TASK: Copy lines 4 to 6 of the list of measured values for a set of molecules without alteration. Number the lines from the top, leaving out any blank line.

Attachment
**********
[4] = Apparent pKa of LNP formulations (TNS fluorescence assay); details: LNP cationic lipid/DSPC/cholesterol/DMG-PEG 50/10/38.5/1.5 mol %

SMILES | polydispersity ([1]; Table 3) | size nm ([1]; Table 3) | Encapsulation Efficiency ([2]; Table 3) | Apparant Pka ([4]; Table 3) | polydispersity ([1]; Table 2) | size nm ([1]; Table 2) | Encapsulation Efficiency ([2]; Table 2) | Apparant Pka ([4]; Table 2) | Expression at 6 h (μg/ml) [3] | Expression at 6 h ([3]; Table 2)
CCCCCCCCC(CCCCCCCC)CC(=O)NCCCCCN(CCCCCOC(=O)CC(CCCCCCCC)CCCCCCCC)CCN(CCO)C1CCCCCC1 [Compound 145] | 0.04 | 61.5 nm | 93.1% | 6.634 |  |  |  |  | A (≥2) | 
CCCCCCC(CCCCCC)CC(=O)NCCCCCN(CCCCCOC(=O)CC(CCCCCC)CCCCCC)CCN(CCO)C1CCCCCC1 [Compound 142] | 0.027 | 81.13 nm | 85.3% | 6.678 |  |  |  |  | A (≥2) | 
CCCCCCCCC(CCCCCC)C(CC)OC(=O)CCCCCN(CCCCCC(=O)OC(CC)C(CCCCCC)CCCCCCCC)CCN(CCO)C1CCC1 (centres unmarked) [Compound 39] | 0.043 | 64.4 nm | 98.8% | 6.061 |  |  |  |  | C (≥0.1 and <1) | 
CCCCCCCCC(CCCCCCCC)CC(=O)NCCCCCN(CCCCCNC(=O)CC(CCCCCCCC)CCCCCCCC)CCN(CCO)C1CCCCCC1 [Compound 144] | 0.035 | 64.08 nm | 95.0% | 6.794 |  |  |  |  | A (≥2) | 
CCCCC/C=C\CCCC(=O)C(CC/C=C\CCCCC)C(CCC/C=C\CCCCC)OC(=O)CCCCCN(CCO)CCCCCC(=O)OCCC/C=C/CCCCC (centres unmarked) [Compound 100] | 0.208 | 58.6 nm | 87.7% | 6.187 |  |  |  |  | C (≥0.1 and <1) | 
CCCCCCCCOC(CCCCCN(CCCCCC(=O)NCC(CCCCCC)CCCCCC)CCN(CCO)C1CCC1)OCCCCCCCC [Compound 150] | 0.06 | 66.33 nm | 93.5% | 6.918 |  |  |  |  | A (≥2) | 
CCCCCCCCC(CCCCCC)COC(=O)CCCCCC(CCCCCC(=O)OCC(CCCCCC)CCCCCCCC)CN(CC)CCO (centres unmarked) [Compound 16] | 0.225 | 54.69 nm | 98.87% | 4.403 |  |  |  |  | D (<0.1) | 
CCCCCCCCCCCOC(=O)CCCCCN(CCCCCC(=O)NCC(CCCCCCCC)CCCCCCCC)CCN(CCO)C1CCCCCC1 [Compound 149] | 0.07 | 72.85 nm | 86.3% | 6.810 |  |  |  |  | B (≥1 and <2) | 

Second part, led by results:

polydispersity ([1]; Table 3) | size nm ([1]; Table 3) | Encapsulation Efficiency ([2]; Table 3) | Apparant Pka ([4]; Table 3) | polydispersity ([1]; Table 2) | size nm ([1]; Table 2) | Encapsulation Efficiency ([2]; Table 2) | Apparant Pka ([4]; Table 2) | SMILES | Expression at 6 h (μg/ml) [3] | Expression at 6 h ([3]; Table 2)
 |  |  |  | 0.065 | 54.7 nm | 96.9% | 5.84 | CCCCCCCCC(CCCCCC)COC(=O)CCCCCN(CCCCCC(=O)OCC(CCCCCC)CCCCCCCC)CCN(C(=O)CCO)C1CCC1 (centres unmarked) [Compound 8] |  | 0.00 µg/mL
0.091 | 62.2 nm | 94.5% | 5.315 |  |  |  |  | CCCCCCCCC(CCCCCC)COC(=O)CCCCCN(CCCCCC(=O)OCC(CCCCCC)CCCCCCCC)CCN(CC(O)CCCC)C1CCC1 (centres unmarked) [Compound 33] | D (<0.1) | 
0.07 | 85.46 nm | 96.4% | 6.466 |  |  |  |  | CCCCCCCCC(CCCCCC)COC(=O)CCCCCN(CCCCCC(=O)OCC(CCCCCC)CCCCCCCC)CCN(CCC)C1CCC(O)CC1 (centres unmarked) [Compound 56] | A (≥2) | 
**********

CCCCCCC(CCCCCC)CC(=O)NCCCCCN(CCCCCOC(=O)CC(CCCCCC)CCCCCC)CCN(CCO)C1CCCCCC1 [Compound 142] | 0.027 | 81.13 nm | 85.3% | 6.678 |  |  |  |  | A (≥2) | 
CCCCCCCCC(CCCCCC)C(CC)OC(=O)CCCCCN(CCCCCC(=O)OC(CC)C(CCCCCC)CCCCCCCC)CCN(CCO)C1CCC1 (centres unmarked) [Compound 39] | 0.043 | 64.4 nm | 98.8% | 6.061 |  |  |  |  | C (≥0.1 and <1) | 
CCCCCCCCC(CCCCCCCC)CC(=O)NCCCCCN(CCCCCNC(=O)CC(CCCCCCCC)CCCCCCCC)CCN(CCO)C1CCCCCC1 [Compound 144] | 0.035 | 64.08 nm | 95.0% | 6.794 |  |  |  |  | A (≥2) | 